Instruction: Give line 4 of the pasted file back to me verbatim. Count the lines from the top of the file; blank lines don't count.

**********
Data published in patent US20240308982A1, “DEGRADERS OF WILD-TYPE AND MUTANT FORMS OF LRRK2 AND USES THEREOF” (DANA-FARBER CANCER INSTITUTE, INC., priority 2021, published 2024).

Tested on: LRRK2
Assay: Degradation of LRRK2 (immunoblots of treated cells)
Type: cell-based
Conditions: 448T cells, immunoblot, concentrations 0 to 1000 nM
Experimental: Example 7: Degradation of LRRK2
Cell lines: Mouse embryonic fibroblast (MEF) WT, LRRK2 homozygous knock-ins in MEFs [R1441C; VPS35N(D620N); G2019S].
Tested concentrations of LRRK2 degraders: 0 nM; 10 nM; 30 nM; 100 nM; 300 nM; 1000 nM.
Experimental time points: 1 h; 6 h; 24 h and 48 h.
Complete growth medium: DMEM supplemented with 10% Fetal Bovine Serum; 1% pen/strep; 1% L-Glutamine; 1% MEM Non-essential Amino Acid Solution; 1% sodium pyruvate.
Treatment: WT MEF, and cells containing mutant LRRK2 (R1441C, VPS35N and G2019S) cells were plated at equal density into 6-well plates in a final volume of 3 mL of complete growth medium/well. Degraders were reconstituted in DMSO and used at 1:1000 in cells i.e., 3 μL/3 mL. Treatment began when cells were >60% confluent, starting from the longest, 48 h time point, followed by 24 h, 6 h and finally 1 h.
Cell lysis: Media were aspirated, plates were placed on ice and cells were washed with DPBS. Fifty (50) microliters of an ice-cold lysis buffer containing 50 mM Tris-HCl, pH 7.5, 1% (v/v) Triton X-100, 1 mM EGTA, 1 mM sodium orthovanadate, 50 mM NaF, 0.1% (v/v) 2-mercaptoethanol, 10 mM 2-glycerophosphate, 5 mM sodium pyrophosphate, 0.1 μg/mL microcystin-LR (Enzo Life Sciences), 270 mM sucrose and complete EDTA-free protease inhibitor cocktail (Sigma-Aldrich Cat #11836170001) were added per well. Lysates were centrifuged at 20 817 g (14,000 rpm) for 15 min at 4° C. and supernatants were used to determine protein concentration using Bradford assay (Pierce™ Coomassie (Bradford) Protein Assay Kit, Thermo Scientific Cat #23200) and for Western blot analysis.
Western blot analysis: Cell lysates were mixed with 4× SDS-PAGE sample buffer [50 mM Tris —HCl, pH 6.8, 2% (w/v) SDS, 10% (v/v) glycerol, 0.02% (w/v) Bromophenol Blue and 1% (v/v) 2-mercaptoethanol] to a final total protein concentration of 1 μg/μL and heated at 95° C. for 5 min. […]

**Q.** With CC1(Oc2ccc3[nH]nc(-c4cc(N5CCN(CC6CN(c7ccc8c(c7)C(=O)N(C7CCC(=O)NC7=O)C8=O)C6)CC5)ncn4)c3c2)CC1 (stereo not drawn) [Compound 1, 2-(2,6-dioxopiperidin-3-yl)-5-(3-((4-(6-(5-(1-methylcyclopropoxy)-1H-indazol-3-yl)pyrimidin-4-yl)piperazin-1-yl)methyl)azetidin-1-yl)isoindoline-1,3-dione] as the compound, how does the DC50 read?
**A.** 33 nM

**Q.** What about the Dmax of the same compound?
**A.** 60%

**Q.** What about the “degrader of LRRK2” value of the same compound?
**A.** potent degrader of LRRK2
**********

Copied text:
Type: cell-based